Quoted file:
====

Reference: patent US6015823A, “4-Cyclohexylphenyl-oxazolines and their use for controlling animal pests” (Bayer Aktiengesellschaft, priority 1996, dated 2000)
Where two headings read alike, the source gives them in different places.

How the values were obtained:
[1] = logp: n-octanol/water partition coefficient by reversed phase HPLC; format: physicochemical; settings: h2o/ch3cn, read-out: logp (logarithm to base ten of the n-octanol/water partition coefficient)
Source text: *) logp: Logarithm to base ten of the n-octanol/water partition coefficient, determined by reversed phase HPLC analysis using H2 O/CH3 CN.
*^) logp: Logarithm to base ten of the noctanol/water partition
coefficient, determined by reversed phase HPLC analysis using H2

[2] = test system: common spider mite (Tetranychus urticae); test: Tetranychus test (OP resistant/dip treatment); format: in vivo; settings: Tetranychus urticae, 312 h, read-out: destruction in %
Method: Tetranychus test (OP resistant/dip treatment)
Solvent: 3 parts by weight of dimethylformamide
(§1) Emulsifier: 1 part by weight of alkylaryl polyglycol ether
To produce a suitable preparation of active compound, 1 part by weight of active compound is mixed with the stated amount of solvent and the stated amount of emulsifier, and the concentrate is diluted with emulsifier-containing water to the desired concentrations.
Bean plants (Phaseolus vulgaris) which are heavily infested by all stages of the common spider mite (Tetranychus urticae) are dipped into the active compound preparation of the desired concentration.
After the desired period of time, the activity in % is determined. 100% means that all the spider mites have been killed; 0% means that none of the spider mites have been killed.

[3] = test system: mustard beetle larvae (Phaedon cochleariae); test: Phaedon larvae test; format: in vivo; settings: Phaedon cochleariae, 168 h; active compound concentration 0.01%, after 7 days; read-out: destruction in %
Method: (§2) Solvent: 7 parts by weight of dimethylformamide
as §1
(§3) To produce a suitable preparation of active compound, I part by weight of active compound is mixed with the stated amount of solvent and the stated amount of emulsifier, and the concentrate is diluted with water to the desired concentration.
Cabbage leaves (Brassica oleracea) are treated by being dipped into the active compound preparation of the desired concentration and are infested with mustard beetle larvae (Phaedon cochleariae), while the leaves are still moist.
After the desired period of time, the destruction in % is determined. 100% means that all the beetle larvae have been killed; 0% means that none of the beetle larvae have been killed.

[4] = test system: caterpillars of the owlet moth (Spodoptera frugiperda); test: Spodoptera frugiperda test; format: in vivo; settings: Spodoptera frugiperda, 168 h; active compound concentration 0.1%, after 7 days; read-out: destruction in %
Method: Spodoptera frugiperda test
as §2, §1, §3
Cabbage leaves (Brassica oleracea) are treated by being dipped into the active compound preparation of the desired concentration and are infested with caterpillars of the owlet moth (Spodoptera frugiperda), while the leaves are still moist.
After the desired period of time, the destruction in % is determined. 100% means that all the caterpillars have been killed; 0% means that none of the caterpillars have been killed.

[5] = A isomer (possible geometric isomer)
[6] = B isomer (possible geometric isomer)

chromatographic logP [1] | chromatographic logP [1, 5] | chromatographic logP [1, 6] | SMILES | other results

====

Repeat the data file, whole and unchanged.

Reference: patent US6015823A, “4-Cyclohexylphenyl-oxazolines and their use for controlling animal pests” (Bayer Aktiengesellschaft, priority 1996, dated 2000)
Where two headings read alike, the source gives them in different places.

How the values were obtained:
[1] = logp: n-octanol/water partition coefficient by reversed phase HPLC; format: physicochemical; settings: h2o/ch3cn, read-out: logp (logarithm to base ten of the n-octanol/water partition coefficient)
Source text: *) logp: Logarithm to base ten of the n-octanol/water partition coefficient, determined by reversed phase HPLC analysis using H2 O/CH3 CN.
*^) logp: Logarithm to base ten of the noctanol/water partition
coefficient, determined by reversed phase HPLC analysis using H2

[2] = test system: common spider mite (Tetranychus urticae); test: Tetranychus test (OP resistant/dip treatment); format: in vivo; settings: Tetranychus urticae, 312 h, read-out: destruction in %
Method: Tetranychus test (OP resistant/dip treatment)
Solvent: 3 parts by weight of dimethylformamide
(§1) Emulsifier: 1 part by weight of alkylaryl polyglycol ether
To produce a suitable preparation of active compound, 1 part by weight of active compound is mixed with the stated amount of solvent and the stated amount of emulsifier, and the concentrate is diluted with emulsifier-containing water to the desired concentrations.
Bean plants (Phaseolus vulgaris) which are heavily infested by all stages of the common spider mite (Tetranychus urticae) are dipped into the active compound preparation of the desired concentration.
After the desired period of time, the activity in % is determined. 100% means that all the spider mites have been killed; 0% means that none of the spider mites have been killed.

[3] = test system: mustard beetle larvae (Phaedon cochleariae); test: Phaedon larvae test; format: in vivo; settings: Phaedon cochleariae, 168 h; active compound concentration 0.01%, after 7 days; read-out: destruction in %
Method: (§2) Solvent: 7 parts by weight of dimethylformamide
as §1
(§3) To produce a suitable preparation of active compound, I part by weight of active compound is mixed with the stated amount of solvent and the stated amount of emulsifier, and the concentrate is diluted with water to the desired concentration.
Cabbage leaves (Brassica oleracea) are treated by being dipped into the active compound preparation of the desired concentration and are infested with mustard beetle larvae (Phaedon cochleariae), while the leaves are still moist.
After the desired period of time, the destruction in % is determined. 100% means that all the beetle larvae have been killed; 0% means that none of the beetle larvae have been killed.

[4] = test system: caterpillars of the owlet moth (Spodoptera frugiperda); test: Spodoptera frugiperda test; format: in vivo; settings: Spodoptera frugiperda, 168 h; active compound concentration 0.1%, after 7 days; read-out: destruction in %
Method: Spodoptera frugiperda test
as §2, §1, §3
Cabbage leaves (Brassica oleracea) are treated by being dipped into the active compound preparation of the desired concentration and are infested with caterpillars of the owlet moth (Spodoptera frugiperda), while the leaves are still moist.
After the desired period of time, the destruction in % is determined. 100% means that all the caterpillars have been killed; 0% means that none of the caterpillars have been killed.

[5] = A isomer (possible geometric isomer)
[6] = B isomer (possible geometric isomer)

chromatographic logP [1] | chromatographic logP [1, 5] | chromatographic logP [1, 6] | SMILES | other results